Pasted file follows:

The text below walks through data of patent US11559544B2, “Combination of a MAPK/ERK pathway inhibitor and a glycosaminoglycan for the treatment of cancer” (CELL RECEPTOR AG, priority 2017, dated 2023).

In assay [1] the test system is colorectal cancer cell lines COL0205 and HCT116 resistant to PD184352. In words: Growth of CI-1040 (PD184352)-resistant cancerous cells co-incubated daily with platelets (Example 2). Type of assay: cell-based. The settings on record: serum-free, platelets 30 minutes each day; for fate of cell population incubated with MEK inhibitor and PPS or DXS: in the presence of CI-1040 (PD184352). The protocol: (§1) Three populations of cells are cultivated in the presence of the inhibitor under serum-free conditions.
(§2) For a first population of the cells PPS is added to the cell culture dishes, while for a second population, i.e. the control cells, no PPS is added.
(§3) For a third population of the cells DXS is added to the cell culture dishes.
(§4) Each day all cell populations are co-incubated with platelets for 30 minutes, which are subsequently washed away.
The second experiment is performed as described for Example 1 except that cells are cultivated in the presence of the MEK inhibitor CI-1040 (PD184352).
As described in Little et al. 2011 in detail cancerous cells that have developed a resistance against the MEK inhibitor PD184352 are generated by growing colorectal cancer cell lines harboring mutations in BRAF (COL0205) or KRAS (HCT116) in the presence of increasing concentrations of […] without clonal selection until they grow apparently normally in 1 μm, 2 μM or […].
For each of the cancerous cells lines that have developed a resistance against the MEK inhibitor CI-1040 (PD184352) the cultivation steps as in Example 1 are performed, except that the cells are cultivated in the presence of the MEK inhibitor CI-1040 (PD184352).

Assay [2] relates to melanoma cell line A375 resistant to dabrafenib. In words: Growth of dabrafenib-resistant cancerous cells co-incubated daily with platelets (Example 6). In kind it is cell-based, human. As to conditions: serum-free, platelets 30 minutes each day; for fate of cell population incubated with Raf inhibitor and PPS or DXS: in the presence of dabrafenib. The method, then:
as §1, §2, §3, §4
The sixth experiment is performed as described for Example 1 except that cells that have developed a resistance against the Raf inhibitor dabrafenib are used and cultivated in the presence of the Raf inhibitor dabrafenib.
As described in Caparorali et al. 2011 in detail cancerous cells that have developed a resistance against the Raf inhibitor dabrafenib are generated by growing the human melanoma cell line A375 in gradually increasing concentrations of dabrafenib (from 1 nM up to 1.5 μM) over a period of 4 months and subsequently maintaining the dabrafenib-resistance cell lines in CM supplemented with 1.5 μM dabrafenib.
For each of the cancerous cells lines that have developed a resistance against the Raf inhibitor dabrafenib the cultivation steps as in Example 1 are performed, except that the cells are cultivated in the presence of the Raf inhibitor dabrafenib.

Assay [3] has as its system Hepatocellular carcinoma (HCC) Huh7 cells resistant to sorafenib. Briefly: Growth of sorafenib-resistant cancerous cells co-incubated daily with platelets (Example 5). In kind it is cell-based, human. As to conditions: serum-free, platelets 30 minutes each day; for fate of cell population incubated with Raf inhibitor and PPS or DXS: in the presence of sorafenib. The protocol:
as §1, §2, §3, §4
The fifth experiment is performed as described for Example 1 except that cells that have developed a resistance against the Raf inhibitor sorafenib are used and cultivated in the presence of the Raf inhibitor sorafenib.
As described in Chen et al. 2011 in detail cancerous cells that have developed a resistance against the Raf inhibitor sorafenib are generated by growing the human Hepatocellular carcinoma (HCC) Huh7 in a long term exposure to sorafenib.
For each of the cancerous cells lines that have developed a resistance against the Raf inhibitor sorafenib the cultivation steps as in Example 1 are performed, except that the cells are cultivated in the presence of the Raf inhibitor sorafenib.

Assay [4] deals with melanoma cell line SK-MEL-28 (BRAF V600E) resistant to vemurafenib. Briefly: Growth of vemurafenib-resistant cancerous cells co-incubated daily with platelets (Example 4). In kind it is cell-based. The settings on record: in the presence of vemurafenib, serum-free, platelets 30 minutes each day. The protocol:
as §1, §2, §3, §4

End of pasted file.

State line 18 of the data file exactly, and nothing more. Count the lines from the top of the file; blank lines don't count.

For each of the cancerous cells lines that have developed a resistance against the Raf inhibitor sorafenib the cultivation steps as in Example 1 are performed, except that the cells are cultivated in the presence of the Raf inhibitor sorafenib.